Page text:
Recently, she told NBC 10 that her brother’s death was “imminent. I mean, they said there is no coming back from such severe brain swelling.”
Joseph Baer likes to gamble.
He’s been rolling the dice quite a bit lately, but it’s only a matter of time before his luck runs out, authorities say.
Baer, 39, robbed a Northeast Philadelphia Citizens Bank today, the third heist he’s pulled since escaping from a federal halfway house on April 13, the FBI said.
Investigators believe that Baer, a known gambler, has been taking the loot and heading straight for casinos in Chester or Atlantic City, said Special Agent Bastian Freund, a bank-robbery coordinator for the FBI’s Philadelphia division.
“He’s an addict like anybody else,” Freund said. “His addiction isn’t drugs or alcohol. It’s gambling.”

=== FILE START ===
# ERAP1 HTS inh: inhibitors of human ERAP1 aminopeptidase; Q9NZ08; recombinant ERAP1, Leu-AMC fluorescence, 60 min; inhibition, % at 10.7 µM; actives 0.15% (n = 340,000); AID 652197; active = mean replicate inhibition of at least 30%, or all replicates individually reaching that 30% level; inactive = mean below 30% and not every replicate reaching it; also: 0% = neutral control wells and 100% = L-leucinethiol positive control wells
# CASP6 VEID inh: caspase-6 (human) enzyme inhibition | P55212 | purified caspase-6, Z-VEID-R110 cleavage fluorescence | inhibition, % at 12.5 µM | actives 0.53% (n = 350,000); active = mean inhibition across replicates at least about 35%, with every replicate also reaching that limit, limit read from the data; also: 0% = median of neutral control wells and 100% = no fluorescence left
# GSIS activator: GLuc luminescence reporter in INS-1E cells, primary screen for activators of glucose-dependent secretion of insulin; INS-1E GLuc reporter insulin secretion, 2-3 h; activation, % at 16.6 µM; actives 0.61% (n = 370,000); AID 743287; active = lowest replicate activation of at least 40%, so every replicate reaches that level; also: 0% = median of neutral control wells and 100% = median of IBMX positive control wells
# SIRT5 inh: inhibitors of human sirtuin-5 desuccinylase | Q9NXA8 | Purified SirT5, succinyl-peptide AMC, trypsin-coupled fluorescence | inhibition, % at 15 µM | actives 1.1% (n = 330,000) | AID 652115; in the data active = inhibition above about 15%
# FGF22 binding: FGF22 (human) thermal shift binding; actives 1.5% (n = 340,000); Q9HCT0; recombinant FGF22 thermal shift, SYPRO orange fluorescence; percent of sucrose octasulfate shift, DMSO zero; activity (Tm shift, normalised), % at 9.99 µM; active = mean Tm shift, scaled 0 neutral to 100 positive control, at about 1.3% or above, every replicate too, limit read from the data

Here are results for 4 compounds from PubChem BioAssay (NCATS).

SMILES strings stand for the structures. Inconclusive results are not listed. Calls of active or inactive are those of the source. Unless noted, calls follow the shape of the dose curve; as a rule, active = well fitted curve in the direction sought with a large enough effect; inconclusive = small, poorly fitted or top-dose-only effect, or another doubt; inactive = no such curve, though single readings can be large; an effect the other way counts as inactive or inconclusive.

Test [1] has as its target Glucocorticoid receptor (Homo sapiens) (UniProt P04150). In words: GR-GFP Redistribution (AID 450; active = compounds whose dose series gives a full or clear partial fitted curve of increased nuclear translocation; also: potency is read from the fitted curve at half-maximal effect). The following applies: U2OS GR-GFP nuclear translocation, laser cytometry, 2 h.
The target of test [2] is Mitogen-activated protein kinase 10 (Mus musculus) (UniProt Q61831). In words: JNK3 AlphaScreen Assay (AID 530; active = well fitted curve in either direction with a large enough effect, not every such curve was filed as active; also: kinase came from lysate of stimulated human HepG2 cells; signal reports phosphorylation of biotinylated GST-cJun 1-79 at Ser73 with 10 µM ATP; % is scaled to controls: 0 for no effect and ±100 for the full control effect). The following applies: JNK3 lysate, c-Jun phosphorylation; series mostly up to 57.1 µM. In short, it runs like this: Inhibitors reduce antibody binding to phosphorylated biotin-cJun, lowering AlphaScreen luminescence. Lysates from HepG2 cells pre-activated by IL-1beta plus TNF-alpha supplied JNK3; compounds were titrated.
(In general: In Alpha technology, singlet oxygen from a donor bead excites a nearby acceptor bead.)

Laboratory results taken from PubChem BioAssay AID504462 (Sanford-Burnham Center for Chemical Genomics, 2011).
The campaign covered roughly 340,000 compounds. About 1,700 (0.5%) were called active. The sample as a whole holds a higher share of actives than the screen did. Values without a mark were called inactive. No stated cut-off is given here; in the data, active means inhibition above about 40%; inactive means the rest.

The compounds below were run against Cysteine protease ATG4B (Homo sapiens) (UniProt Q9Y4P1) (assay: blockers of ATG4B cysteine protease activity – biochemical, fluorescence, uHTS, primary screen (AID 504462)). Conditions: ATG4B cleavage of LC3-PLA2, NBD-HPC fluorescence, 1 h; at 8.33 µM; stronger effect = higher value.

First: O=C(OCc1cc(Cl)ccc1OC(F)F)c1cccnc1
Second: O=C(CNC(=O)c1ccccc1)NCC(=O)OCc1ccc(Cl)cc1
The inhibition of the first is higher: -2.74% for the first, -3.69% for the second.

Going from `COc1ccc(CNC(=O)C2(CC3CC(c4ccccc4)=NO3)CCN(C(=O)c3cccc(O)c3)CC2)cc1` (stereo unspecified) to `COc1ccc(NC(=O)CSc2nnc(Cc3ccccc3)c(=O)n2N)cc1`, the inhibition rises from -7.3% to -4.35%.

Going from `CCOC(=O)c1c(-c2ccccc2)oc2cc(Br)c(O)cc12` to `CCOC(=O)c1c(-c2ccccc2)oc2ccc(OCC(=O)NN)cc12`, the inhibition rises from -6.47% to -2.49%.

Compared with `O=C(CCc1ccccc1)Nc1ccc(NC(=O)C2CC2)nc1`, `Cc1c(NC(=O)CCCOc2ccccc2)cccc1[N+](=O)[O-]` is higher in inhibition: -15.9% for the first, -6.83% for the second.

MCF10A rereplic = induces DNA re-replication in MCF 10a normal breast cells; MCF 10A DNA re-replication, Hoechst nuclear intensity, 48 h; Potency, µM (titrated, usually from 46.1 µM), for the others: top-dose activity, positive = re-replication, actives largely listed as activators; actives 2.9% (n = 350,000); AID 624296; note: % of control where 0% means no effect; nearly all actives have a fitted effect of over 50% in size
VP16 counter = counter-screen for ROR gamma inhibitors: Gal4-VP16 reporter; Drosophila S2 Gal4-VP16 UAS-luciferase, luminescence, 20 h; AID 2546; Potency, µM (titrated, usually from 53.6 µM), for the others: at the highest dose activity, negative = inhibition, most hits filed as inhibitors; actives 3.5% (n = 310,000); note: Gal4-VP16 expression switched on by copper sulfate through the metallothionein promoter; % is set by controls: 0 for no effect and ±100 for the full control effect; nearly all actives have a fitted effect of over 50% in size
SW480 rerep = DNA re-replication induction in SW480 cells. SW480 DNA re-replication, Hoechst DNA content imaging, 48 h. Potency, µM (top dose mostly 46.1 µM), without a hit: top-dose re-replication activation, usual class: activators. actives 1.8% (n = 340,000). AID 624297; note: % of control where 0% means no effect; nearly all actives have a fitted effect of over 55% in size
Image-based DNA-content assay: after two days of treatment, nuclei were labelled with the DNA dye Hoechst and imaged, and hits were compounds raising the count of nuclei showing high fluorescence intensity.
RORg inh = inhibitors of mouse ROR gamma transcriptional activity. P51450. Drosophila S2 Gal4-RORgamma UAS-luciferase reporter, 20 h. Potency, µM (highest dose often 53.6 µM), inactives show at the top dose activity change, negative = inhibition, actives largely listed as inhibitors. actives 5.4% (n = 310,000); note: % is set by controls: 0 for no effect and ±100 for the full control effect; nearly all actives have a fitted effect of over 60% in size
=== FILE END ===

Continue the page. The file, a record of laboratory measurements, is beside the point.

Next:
Seeking to bring an end to Baer’s casino days, the feds announced today that there was a $1,500 reward for information that leads to his arrest.
The reward is being provided by the U.S. Marshals Office. Freund noted that other reward money could be offered by the FBI to the person who calls in the winning tip.
Freund said Baer has likely been relying on public transportation to get to and from his bank heists.
Yesterday, he allegedly struck at the Citizen’s Bank on Cottman Avenue near Large Street. Last week, he was accused by the FBI of robbing a PNC Bank in the Northeast, and a TruMark Bank in Center City.
In each heist, Baer, a 5-foot-10 white man with brown eyes and salt-and-pepper hair, made no effort to hide his face, the FBI said. Thus far, he’s been filmed wearing a Donovan McNabb Eagles jersey, and T-shirts bearing pictures of John Lennon and Iron Man, Freund said.